THE DISRUPTION: A TALE OP TRYING TIMES. CHAPTER IX. Have you conspired, have you with these contrived To bait me with this derision ? MIDSUMMER NIGHT’S DREAM, Miss Montgomery led Jean Brown into a retired room where they were alone, and with palpitating heart received from her Mr. Duncanson’s letter, which had been returned to him as before narrated. When she had read the first few lines, she became greatly agitated, and trembled so much that for some time she could proceed no farther. She, indeed, seemed so ill that her rustic visitor was seriously alarmed, and was about to express her fears aloud, when the young lady motioned to her to be silent, and said in a whisper, “ I am better now,” She then hastily glanced over the rest of the letter; during the perusal her color often went and came, and her eyes became suffused with tears. When she had finished it, she gave way to a passionate burst of feeling, which she tried to conceal or repress, but was altogether unable. At length she mustered composure enough to apologise for her weakness and to put a few timid interrogations to Jean regarding some circumstances which Mr. Duncanson had not fully explained in his letter. When she had heard from her a full account of his difference with his aunt, his de parture from Whinnyside, and all she knew of his subsequent proceedings, her tears began to flow afresh, and, in a few hurried sentences, spoken hardly in an audible voice and evidently under the apprehension of being overheard by some person in an adjoining room, she communicated to Jean Brown the story of her own sufferings on Mr. Duncanson’s account. “ My father,” she said, “ has altogether changed in his treatment of me since he became aware of my acquaintance with Mr. James, and heard of his opinions on Church matters. He used to be kind and indulgent, but now he is harsh and tryannical, and makes my life bitter. But I did not know before that Mr. Duncanson had been refused admittance into the house, or that any letter from him had been kept from me and returned unopened. Still I suspected it all, and would have given the world to let him know that I had not changed in my regard for him, whatever alteration there might be in his prospects or circumstances. Oh, if I could only have half an hour’s conversation with him, how much I could tell him and how happy it would make me ! But this is impossible. My father is hardened against him, and I think will kill me with his cruelty. I am a close prisoner, watched every hour in the day, and made miserable by unceasing attempts to shake my constancy to the only man who ever had my heart or ever shall.” “They’ll soon grow tired o’ that,” said Jean Brown. “Just keep ye your mind to yoursel’ and thole awee, and the blast will blaw by.” “I have no hope of that.” replied Miss Montgomery. “ 1 could patiently endure seclusion and restraint, but my father exacts more from me— more than I can bear. He insists that I shall not only renounce Mr. Duncanson for ever, but encourage the attentions of another whose very sight I loathe.” “ That’s a different story. I couldna bear that mysel’. What’s to hinder ye to rin awa’ ? ” “ There is much to hinder me, but I fear it must come to that. Indeed, I expect to have no choice left me, for I must either leave the house or be put out of it if J resist my father’s will; and though I wish to be dutiful, I cannot obey him in this matter. No; I would rather go to my grave than take the man he intends for me.” “ He must be some awfu’ monster. What like is he ? ” “ Hush ! ” said Agnes, and placing her finger on her lip to enforce the injunction. “ The person I allude to is in the next room, and may hear us unless we speak low. I was glad of the excuse to leave him for a little when you came to the door; for my father purposely, I think—left me alone with him, and I felt his company insupportable.” “ Dear me ! I would gi’e‘ a groat to see him. Wha is he, if a body may speer ? ” “ He is a divinity student, I understand. My father and he have got very gracious by happening to agree about Church matters. My father has the notion that he is a person of wonderful abilities and sure to rise to great eminence in the Church; and he has taken a sudden fancy to me—more, I think, on account of some money which there is a report is to fall to our family, than from any real love for me, for I don’t think he is like a person capable pf Iqving anybody but himself. His ( name is Mr. M’Quirkie,” “Mr. M 1 What?” exclaimed Jean Brown, in a tone much above a whisper, and could hardly be prevented from expressing her surprise aloud. “M'Quirkie is his name,” replied Miss Montgomery; “ and I think I have heard Mr. Duncanson speak of him as a fellow-student. At any rate, he has obtained my father’s permission to call on me, and this is the second time he has been here, but I have hardly exchanged words with him, or even looked him in the face. My father terrified me with the passion he flew into when he learnt how I had received him on his first visit, and I daresay he will be about as angry about the treatment I have given him this evening. So I fear I must go and suffer the rest of the punishment of sitting beside one I could wish far enough, and acting the dummy, while I must submit to hear his talk. But when and how will I see you again ? ’ “ Na, that’s more than I can tell. If ye ha’e ony answer to send to Mr. Duncanson, ye had better write jist the noo, and I’ll be shure to get it sent to Slim.” ‘ “ Yes, that is well thought of; but what am I to do with this person in the other room ? If I don’t go back to him presently, my father will get word of it, and will never forgive me.” “What wad ye think o' lettin’ me gang ben in your place ? I could ack the dummy as weel as you for a while. He’s a short-sichted creature, M'Quirkie, and ye ken I’m jist aboot your ain size, and asit’s gleamin’ he would ne’er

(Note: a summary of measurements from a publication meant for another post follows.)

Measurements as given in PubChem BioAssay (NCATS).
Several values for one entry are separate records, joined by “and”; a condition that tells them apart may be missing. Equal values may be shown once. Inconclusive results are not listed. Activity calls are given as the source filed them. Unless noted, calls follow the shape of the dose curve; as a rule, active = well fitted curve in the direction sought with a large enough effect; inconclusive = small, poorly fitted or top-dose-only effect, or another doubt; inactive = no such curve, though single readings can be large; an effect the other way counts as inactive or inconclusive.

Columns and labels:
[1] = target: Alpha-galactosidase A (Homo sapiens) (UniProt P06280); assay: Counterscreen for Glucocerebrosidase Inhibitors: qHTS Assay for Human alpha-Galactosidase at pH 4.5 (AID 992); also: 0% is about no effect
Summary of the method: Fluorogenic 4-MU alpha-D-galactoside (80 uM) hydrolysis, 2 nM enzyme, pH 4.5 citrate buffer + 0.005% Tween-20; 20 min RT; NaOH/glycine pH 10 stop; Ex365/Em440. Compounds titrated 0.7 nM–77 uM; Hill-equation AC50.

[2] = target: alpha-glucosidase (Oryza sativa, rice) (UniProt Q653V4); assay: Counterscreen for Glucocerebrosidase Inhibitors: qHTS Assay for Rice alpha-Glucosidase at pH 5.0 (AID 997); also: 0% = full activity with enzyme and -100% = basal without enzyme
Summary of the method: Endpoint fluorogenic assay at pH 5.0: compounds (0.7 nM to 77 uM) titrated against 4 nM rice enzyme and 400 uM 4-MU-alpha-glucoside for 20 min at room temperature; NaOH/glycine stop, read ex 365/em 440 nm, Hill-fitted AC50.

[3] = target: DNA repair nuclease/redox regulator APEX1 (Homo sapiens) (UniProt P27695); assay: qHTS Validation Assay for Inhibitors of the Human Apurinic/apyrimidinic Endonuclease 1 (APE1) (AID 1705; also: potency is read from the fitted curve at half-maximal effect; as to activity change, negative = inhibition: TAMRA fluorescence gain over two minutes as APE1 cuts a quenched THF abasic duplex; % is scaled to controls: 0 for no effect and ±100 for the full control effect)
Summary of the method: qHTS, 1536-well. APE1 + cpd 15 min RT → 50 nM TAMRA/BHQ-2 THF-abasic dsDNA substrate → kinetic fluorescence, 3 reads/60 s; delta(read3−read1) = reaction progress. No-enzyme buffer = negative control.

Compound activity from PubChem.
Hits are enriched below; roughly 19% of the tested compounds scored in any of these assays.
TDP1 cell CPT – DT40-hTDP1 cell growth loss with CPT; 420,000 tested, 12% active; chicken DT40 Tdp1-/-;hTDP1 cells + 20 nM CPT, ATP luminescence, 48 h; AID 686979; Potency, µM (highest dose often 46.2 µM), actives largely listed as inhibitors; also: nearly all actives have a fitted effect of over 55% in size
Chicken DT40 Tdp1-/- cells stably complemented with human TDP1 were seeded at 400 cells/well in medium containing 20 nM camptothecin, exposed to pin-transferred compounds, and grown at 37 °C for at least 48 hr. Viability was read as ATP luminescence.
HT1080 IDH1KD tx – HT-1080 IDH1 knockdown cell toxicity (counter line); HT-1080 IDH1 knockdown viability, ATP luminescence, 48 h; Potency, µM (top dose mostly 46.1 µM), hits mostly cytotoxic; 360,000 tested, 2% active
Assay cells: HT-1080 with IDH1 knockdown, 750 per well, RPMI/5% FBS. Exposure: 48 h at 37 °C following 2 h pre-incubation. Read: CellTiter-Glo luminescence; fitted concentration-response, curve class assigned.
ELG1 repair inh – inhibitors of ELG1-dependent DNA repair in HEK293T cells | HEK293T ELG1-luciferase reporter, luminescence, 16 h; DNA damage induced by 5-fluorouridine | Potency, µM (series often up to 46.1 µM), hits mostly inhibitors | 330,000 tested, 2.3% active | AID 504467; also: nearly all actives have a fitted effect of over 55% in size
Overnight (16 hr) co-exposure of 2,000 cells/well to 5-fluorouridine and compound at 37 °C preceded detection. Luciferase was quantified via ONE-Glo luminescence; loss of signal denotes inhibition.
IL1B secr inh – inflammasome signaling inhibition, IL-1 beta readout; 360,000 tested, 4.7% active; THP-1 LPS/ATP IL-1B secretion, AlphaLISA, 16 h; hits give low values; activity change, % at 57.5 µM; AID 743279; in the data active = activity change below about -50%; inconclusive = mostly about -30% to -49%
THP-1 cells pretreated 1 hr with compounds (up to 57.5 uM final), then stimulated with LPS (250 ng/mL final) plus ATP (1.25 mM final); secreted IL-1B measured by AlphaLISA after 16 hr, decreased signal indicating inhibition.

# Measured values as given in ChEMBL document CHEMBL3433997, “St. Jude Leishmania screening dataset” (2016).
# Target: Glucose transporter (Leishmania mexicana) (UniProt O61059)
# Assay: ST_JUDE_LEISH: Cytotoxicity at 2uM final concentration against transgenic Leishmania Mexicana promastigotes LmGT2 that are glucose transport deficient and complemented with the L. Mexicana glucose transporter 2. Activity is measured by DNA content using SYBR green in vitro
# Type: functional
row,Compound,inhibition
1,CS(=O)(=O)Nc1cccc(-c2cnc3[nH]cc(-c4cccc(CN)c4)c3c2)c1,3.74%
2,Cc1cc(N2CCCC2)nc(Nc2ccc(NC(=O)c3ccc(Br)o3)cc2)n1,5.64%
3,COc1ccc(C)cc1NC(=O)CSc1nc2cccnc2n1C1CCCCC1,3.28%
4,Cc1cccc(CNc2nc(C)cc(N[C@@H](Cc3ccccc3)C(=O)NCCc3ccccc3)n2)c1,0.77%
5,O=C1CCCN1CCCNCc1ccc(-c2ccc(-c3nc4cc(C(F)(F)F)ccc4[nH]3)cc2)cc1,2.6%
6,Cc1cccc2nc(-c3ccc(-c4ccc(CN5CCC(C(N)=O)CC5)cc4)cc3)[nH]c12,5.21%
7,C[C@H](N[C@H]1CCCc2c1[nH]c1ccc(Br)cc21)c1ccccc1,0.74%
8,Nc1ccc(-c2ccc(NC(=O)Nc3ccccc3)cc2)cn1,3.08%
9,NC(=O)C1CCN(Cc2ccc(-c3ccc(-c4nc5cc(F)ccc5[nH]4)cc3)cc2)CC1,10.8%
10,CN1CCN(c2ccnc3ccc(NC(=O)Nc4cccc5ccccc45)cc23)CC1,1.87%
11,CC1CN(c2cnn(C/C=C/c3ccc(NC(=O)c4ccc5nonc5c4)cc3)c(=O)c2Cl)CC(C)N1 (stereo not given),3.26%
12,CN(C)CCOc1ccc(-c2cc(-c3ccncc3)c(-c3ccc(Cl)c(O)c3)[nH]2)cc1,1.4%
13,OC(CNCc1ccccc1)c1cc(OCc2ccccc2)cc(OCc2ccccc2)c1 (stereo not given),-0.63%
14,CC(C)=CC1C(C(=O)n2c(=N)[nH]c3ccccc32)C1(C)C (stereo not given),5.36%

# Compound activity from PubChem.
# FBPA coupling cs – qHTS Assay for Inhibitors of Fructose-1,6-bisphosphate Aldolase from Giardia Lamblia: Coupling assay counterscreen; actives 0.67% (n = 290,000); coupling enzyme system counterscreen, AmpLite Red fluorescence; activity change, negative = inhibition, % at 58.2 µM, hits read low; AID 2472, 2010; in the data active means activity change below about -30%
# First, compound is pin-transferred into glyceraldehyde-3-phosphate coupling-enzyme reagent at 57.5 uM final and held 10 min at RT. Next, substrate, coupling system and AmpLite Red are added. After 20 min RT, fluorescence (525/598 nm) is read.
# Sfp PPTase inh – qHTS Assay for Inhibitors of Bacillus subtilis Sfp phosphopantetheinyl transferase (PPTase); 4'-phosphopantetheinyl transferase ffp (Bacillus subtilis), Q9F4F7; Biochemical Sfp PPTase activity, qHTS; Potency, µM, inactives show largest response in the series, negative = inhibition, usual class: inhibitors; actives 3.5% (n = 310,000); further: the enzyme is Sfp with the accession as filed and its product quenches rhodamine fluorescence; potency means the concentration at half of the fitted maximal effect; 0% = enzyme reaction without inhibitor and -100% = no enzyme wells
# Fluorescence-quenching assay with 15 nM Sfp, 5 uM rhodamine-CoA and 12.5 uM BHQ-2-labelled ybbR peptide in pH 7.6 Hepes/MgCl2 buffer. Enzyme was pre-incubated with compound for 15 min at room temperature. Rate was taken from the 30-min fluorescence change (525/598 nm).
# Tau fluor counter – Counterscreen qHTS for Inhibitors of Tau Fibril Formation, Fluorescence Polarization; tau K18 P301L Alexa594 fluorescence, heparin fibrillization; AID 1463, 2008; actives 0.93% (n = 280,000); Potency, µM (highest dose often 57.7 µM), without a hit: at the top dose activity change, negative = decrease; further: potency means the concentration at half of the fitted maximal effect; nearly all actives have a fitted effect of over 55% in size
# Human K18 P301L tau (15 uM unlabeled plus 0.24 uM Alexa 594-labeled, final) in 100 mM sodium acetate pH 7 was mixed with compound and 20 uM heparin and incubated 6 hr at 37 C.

ken the difference o’ us. Then ye could write here at your leisure to Mr. Duncanson, and ha’e your letter ready for me to tak’ \vi’ me.” “ Oh, do you really think this could be managed ? ” “ Think it ? Ay ! —it could be managed brawly. Jist, if ye please, lend me on your silk apron and bandeau and collar awee, and I’ll pass mysel’ for you perfectly weel; for as shure’s leevin’ he’s sand-blind.” Hurriedly, but, with much hesitation, did the young lady divest herself of the articles mentioned, and hurriedly, but without any hesitation whatever, did Jean Brown put them on. After a little conversation as to the deportment she should assume, and the place of the room she should seat herself in, Jean gently opened the door and went into the apartment where Mr. M'Quirkie was patiently awaiting the return of Miss Montgomety. Robin Afleck’s buxom sweetheart was rather too robust in person and too vigorous in her movements for the part she had undertaken to enact, but she was well aware of the necessity of sitting still and keeping quiet, and on the whole contrived to personate Miss Montgomery sufficiently well in the circumstances. She took her place in an obscure part of the room, and sat in such a way that her face was shaded from the twilight, which was gradually deepening into dusk. “You have been engaged, I think,” said Mr. M‘Quirkie : but he received no answer except a faintly breathed “Yes,” which was so much in keeping with the manner in which his previous remarks had been answered by Miss Montgomery, that he proceeded to make sundry other observations without any suspicion of the trick of which he was the dupe. His loquacity did not need the spur of answer or rejoinder, for he spoke almost without intermission, and though his auditress had been disposed to speak, she could hardly have edged in a word. A considerable time passed over in this way ; Jean remained mute and motionless, and the wooer rattled through an immense variety ot subjects, and sugaring all with compliments to himself or his supposed companion, He was the hero of all his own stories, and contrived to give them all a flattering turn. He made it perfect!} plain that wit, worth, and wisdom would die with him; that the learned profession that he had adopted was singularly fortunate in acquiring such a paragon of intellect; and above all, that the woman of his choice had reason to be the proudest of his sex. Miss Montgomery was too good and too beautiful to be the wife of any other. In fact, it might be said that he only wished for her hand to make sure that she should not be thrown away on any one unworthy of such a prize. This, and not any selfish feeling, was his chief motive in asking her. Then he was going to save the Church. The Church could not be rescued from her perilous position except by the efforts of such as Mr. M'Quirkie, and he was prepared to make any sacrifice in her behalf. This circumstance was the bond of friendship between her (Miss Montgomery’s) father and him, and made the old man desire to make him one of his own family. There would be also, he said, much propriety in avoiding all unnecessary delay, and forming a union so auspicious speedily. For though he he was not yet licensed, and it was generally imprudent for a student to marry in the midst of his studies, yet his case was rather a remarkable exception. There was, in the place, no detriment to his scholastic acquirements, for these were already all that could be desired; it was impossible for any man to learn more than he had learnt already; all he had now to do was to walk through some classes for the sake of form. In the second place, his status in the Church was already secured. His abilities and the soundness of his principles had attracted the notice of a great man—a very great man—no less a man than Sir John Baldwin—who had intimated to him pretty plainly, that whenever he was ready for a church, he had no more to do than let him know, and the first and best in his gift would be his. And not only was this the mind of Sir John Baldwin, but of many other great men, who were anxiously awaiting to have the opportunity of appointing such as he to any important charge. Ke therefore had a right to consider himself secure in point of temporalities. Thirdly, and this was perhaps the most important consideration of all, he found it no easy matter to keep himself free of engagements in quarters where he had no wish to be entangled. So long as he remained unmarried, this was sure to be the case; for it was truly surprising and distressing to see how many ladies were ready to fling themselves at the head of a young man in such a position as his. Only a few days ago, a lady—a very rich lady —had misunderstand some mere civilities from him so far as to to take them for serious attentions, and had embarassed him very much by her groundless expectations ; so that as an act of simple justice to himself and of mercy to those who might otherwise delude themselves into foolish notions regarding him, he felt it necessary for him to set all speculations as to the state of his heart at rest, by bestowing it on the only woman who was worthy to wear it, namely—“ on yourself, Miss Montgomery, your own sweet self.” Jern Brown had several times, during these absurd harangues, been sorely at a loss to preserve her gravity ; and only by stuffing the corner of the borrowed apron into her mouth, did she manage to repress the laughter which her own comical situation, and the nonsense addressed to her, tended to excite. But Mr. M’Quirkie’s complaints of annoyance from love sick ladies, and especially his illusion to the Mistress of Whinnyside’s disappointment, proved too much for her self-command, and her risibility burst out beyond all power of concealment. The gentleman was perplexed and astonished, and advancing hastily, seized her hand as if to remonstrate or ask an explanation. His surprise increased when he felt the massive rough-skinned hand of a servant-of-all-work within his grasp, instead of the small soft hand of a delicately bred young lady. He immediately brought his twinkling, shortvisioned little eyes close to her face, and discovered the cheat that had been practised on him; then, merely saying in a